Farming and mental health by Patrick Hipwell



Farming and mental health

by Patrick Hipwell, See Change Ambassador

Throughout November, have been focusing on men’s voices as they speak openly about their mental health. We often have a certain view and expectation of what it means to be a man. Our aim is to show the many different types of men there are in the world and why each of their voices are important.   

This week, we are focusing on rural men and farmers. We sat down with See Change Ambassador, Patrick Hipwell, to talk about his life as a farmer, the pressures he faces, what his day-to-day life looks like and why he chooses to openly talk about his mental health experience.  

What has been your mental health experience so far? 
Working hard, long hours and cash flow has been a big problem of mine. 

Do you think mental health stigma exists within the rural community and amongst farmers? 
There is still stigma among young farmers, but it’s getting better as the years go on. People are more aware of talking about it now than they were before. 

Do you think rural men or farmers are more reluctant to talk about their mental health?
They were, but they’re slowly coming around and getting better at talking about their problems.  

What do you think made that change?
Well, the awareness of the Green Ribbon and wrapping the bales in green are making people more aware about mental health problems. They might think that no one else has problems, but actually other people have your same problems and when you talk about them, you can share them out.  

Was it difficult to seek help?
It was very hard because I didn’t know what was going on at the time. I didn’t realise it was a problem until I talked about it and got it sorted out. 

And what made you speak out about what was going on for you?
I went to an IFA meeting one of the nights and one of the IFA men asked how I was, and I just told him about my problems. He talked to me and then put me on the right track. 

Do you think joining groups like the IFA help?
Yes, definitely. And Macra na Feirme as well have been a big help. I have done a big campaign with them around mental health as well. When I started talking about my problems, I realised other people had problems. I didn’t realise it meant so much to other people as well. 

What are some of the pressures you face and does this impact your mental health? 
Isolation is a big problem. I’m on my own all day with no one to talk to. I think this affects a lot of farmers. 

Are there any particular problems you face or that farmers face that other people don’t?
I think everyone faces problems. I lost my brother to suicide and believe everyone has problems. Just like the good times, the bad times don’t always stay around. 

I’m sure losing your brother was very difficult and impacted your own mental health? 

Yeah, it was very difficult, ’cause I’ll never know the reason why – you always wonder why. 

What did you find helpful when you decided you wanted to start openly talking about your mental health difficulties?
Working with groups like See Change has helped a lot because there’s no big barrier in your way and there’s always somebody you know you can rely on. It’s a tough road on your own so you want someone who knows to help put you on the right track.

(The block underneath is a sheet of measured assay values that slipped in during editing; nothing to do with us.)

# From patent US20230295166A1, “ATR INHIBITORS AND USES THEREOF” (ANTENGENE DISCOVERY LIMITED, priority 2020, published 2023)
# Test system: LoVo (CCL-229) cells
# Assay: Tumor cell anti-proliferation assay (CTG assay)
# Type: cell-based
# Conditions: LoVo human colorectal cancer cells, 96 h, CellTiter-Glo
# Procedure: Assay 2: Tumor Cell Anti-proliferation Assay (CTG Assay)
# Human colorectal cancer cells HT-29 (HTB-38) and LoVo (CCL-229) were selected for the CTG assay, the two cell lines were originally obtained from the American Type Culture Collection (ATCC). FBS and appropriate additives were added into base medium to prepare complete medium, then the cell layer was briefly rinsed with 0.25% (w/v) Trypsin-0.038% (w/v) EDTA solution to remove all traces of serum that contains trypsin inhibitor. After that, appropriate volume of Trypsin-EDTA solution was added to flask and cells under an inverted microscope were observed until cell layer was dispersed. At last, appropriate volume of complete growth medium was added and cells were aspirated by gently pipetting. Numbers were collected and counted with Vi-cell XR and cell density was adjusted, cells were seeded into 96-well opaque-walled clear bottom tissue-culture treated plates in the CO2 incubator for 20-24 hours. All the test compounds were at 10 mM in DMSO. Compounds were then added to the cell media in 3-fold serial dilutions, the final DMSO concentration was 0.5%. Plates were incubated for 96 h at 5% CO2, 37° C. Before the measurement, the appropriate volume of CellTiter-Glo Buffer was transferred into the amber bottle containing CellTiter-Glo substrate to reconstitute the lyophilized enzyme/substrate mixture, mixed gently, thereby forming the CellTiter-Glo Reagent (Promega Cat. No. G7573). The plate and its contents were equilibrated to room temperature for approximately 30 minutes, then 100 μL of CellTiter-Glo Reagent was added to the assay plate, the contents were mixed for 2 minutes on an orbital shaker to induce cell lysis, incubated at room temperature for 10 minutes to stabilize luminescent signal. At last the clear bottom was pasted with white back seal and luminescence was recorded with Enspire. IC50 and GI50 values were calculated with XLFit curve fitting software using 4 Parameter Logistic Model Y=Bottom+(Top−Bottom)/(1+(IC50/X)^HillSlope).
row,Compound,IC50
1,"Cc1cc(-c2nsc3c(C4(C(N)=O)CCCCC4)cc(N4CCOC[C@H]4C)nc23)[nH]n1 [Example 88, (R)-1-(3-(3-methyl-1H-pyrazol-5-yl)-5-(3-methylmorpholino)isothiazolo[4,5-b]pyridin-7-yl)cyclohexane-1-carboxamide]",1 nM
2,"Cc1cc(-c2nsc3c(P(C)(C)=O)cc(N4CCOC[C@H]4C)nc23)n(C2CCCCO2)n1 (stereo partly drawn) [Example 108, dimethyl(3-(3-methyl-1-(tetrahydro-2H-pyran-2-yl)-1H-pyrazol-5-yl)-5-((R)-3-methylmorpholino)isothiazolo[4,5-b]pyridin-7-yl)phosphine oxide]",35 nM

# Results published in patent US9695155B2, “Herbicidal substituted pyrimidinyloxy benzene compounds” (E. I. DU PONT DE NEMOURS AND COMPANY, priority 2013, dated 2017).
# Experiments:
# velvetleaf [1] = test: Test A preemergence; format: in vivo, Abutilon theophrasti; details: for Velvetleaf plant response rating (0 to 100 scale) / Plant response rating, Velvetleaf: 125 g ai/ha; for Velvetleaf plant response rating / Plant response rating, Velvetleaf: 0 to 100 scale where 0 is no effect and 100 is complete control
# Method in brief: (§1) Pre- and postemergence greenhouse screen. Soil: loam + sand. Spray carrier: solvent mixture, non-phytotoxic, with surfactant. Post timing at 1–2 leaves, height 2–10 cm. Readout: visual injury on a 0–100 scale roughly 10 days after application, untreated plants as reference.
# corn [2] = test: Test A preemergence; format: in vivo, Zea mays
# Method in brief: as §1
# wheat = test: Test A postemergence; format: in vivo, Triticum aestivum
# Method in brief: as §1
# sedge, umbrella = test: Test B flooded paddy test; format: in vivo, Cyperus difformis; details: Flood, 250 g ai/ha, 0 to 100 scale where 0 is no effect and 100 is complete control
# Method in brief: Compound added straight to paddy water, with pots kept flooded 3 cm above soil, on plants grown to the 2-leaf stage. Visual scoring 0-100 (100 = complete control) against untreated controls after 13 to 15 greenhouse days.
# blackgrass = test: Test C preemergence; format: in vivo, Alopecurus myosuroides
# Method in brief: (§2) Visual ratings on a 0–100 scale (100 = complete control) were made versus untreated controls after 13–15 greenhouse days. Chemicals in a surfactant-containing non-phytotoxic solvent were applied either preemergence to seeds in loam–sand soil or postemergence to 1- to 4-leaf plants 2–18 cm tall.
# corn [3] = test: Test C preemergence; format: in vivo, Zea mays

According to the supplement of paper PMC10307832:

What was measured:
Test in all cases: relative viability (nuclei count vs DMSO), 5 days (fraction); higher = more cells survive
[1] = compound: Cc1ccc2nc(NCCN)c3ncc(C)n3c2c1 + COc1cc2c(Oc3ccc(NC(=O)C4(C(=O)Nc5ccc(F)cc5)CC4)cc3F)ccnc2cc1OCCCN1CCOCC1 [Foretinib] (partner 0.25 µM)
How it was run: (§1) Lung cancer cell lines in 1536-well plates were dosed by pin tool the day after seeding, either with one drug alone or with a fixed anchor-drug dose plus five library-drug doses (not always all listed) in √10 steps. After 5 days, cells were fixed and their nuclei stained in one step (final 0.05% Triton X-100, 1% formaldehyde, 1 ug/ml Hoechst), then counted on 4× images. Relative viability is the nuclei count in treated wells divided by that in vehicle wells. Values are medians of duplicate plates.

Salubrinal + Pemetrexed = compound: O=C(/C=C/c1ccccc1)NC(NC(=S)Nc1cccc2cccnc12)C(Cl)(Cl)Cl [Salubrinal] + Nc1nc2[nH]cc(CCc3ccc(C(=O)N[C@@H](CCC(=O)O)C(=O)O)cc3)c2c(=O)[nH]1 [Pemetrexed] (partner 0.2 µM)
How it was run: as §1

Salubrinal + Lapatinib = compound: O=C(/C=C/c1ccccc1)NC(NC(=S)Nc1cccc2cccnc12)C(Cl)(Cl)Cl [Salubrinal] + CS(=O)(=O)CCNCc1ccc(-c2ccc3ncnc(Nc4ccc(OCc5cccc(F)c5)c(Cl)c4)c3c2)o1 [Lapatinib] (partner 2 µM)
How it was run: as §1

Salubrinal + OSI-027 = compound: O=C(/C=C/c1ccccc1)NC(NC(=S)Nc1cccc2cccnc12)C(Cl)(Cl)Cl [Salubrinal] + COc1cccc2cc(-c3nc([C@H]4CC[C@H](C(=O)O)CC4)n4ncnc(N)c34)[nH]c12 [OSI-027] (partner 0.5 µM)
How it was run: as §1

Was there any other specific support you reached out to?
Family lights service that was before counselling. I was actually down there doing a cycle with them a fortnight ago. 

You have joined Macra Na Feirme and you are in a choir also. What is the benefit of being in groups like these?
I’m not a good singer, but I sing. I can’t hit those notes perfect but I do the best I can. The choir is great at this time of year because with the long dark evenings there’s somewhere to go and something to do coming up to Christmas. You get the chance to talk to people in the community. 

What do you do to make sure you have time to look after your mental health? 
You just have to make time. Take time out for yourself. Tractor Runs are a great way of getting out and away from the farm. You get to talk to people in the same type of business as you as well. I also go for walks in nature, I did the See Change, IFA and Collite walks this year and I found they were great. Nice to get out and walk somewhere different. And having a chat and a cup of tea is the most important thing – and a chocolate biscuit!  

Is there a message you’d like to finish on? 
Don’t get too busy making a living that you forget to live a life.  

Have you ever heard of mass paths? 

No, can you tell us about them?
Years ago, people used to have shortcuts they would take when trying to get church to say their masses. When you walk along the path, you came to a stye which is like a ditch and you have to slow down take your steps to get out across and get down the other side. If you think about it, mental health is something the same – you walk along perfect in your life and then there’s a stoppage in your life; you have to stop, take some time to get over the hump. And when you’re at the other side you can walk on again and things will work out for you. 

If you are having a tough time at the moment and need to reach out for support, please contact any of the following


Samaritans: 116123

Pieta House: 1800 247 247 1800 742 44

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